Published on May 31st, 2016 | by gareth0
We Talk Orient City With Ryan Colucci
RYAN COLUCCI – ORIENT CITY
Following the success of their critically acclaimed graphic novel, R.E.M., creators Ryan Colucci and Zsombor Huszka proudly announce the launch of their hand-drawn animated film, Orient City: Ronin & The Princess.Orient City: Ronin & The Princess is a samurai spaghetti western that mixes the characteristics of the American Wild West and Feudal Asia. An unforgiving place, Orient City is a vertical tangle of rock and skyscrapers interconnected with waterways and cable cars. The poor, quite literally, dwell at the bottom. At the center of it all is Boshi, a fallen samurai who has sworn to protect a young girl whose family has been assassinated. Together they head to Orient City for one thing… revenge. The team launched its Kickstarter campaign just this week to bring the striking 2D animation to life, and is already on their way toward their overall crowd-funding goal of $30,000 to help cover the total cost of the film.
How would you describe the protagonists of Orient City?
Troubled. These are people who are rough around the edges. This is a world built on violence, bloodshed and corruption. Even the best of them are still extremely flawed.
If you had to pick, who is your favorite character in Orient City and why are they your favorite?
Boshi. He is our hero, or closest thing to it. I grew up on spaghetti westerns, and the heroes of those were characters that lived by a code – but their own code. It wouldn’t fit in today’s politically correct universe. I love that. Guys like Harmonica and Blondie, who don’t speak often, but when they do it means something. Who are faster with a trigger than their mouth. That is Boshi. At some point he was a proud samurai, but when we start he is wasting away in an opium den – a disgraced ronin. Our hero has cold sweats and the shakes and isn’t fond of conversation. To say he is rough around the edges is an understatement.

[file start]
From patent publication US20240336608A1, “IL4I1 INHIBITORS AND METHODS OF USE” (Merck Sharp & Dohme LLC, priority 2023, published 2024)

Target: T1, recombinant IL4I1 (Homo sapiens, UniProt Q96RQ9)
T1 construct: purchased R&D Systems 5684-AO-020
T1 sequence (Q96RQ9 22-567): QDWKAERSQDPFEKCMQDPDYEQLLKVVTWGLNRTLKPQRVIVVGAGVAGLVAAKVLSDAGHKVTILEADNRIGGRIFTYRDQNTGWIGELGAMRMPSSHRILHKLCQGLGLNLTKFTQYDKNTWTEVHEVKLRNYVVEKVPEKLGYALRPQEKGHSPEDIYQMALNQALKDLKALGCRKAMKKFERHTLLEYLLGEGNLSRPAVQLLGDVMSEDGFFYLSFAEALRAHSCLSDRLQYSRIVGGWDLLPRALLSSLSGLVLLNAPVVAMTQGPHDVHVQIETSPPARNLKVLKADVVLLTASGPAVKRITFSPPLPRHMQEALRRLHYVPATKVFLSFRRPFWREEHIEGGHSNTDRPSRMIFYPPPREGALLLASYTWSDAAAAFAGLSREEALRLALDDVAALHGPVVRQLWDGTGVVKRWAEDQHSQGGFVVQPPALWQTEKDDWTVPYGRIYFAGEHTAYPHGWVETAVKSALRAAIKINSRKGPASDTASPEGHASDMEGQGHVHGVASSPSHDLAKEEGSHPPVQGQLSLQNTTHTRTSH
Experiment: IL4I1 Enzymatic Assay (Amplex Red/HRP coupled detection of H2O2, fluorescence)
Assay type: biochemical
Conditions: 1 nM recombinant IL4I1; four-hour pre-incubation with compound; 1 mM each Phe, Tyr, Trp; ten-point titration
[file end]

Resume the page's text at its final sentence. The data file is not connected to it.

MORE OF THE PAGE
How did you and Zsombor Huszka meet and start working together?
I was looking for an artist for the graphic novel R.E.M. and he applied. It will sound trite, but as soon as I saw his samples I needed to know more. He did a test page – which is pretty much what wound up in the book – and it’s been no looking back. It’s hard to think about doing a project without him in some way. Even when I do a live action piece, he is involved. Whether it’s providing artwork that goes on the walls or doing animated titles… but this is the ultimate – an animated film together.
What is the number one reason you think people should back Orient City?
I just don’t know if they realize how epic this thing is going to be. We are not going to sleep until it is done, and we are going to pour every ounce of ourselves into this project. And who doesn’t love samurai westerns?
What advice do you have for aspiring comic book writers?
Patience. Anything that has to do with the arts, just be patient. What we do is not necessarily well paid – or paid at all. If this is truly what you want, you need to persevere. Trust your vision and don’t ever give up. Specifically for comic book writers – you can’t expect anyone to hire you. If you really want this – go out and create a book. Find an artist and make it happen.
What advice do you have for aspiring directors?
I don’t know if I’m in a position to be giving life advice to directors as I just directed my first feature…. But… find the absolute best script you can do for the absolute least amount of money – then go make it. I had a lot of scripts… and after shopping each one to direct, would write another that was smaller. Until I eventually wrote one that I could actually do without having to beg and plead for money. We are all only aspiring until we actually do it. So just go do it.